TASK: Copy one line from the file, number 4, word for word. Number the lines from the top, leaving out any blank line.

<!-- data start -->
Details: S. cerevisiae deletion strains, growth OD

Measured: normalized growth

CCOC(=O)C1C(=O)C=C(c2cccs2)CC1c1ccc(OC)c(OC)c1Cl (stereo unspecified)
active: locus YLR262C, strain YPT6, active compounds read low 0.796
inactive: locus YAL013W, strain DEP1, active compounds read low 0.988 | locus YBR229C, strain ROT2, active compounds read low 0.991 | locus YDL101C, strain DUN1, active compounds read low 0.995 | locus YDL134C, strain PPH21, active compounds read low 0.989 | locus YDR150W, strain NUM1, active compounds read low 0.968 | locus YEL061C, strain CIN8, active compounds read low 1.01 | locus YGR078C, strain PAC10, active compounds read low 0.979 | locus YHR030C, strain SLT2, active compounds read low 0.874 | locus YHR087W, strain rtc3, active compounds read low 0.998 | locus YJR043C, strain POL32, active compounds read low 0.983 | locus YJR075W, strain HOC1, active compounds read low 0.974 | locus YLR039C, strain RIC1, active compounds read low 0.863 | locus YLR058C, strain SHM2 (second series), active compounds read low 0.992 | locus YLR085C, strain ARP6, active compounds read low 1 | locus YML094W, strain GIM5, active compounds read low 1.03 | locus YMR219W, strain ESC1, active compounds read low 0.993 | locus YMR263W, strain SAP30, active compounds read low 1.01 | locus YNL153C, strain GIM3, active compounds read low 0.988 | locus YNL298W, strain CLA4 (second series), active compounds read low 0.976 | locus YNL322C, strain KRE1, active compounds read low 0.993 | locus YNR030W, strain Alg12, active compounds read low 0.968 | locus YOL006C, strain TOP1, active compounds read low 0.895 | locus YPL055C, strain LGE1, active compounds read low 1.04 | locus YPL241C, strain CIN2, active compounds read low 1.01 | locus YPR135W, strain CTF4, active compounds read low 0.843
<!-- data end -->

active: locus YLR262C, strain YPT6, active compounds read low 0.796